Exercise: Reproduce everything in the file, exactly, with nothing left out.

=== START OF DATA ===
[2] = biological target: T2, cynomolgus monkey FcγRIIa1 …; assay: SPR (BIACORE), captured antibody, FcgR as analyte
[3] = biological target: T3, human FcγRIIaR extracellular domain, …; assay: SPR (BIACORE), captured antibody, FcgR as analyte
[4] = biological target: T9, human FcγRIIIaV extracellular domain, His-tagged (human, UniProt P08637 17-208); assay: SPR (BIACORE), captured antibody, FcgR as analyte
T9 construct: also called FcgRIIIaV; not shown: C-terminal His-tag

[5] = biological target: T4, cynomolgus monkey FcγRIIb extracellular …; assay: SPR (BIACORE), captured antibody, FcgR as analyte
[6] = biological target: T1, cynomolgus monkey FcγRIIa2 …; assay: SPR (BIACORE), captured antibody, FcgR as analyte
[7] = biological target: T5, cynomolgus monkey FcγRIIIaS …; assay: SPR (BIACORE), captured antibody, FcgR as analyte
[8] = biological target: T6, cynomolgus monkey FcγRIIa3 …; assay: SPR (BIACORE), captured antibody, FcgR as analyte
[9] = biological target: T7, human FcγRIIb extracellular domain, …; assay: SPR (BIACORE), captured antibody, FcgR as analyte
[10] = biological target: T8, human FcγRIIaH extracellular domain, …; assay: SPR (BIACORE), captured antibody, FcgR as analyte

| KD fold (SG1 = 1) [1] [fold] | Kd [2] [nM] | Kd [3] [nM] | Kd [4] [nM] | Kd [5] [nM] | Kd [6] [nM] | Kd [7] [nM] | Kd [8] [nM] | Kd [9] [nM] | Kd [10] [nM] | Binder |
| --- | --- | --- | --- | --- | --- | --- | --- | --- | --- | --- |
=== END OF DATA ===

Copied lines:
[2] = biological target: T2, cynomolgus monkey FcγRIIa1 …; assay: SPR (BIACORE), captured antibody, FcgR as analyte
[3] = biological target: T3, human FcγRIIaR extracellular domain, …; assay: SPR (BIACORE), captured antibody, FcgR as analyte
[4] = biological target: T9, human FcγRIIIaV extracellular domain, His-tagged (human, UniProt P08637 17-208); assay: SPR (BIACORE), captured antibody, FcgR as analyte
T9 construct: also called FcgRIIIaV; not shown: C-terminal His-tag

[5] = biological target: T4, cynomolgus monkey FcγRIIb extracellular …; assay: SPR (BIACORE), captured antibody, FcgR as analyte
[6] = biological target: T1, cynomolgus monkey FcγRIIa2 …; assay: SPR (BIACORE), captured antibody, FcgR as analyte
[7] = biological target: T5, cynomolgus monkey FcγRIIIaS …; assay: SPR (BIACORE), captured antibody, FcgR as analyte
[8] = biological target: T6, cynomolgus monkey FcγRIIa3 …; assay: SPR (BIACORE), captured antibody, FcgR as analyte
[9] = biological target: T7, human FcγRIIb extracellular domain, …; assay: SPR (BIACORE), captured antibody, FcgR as analyte
[10] = biological target: T8, human FcγRIIaH extracellular domain, …; assay: SPR (BIACORE), captured antibody, FcgR as analyte

| KD fold (SG1 = 1) [1] [fold] | Kd [2] [nM] | Kd [3] [nM] | Kd [4] [nM] | Kd [5] [nM] | Kd [6] [nM] | Kd [7] [nM] | Kd [8] [nM] | Kd [9] [nM] | Kd [10] [nM] | Binder |
| --- | --- | --- | --- | --- | --- | --- | --- | --- | --- | --- |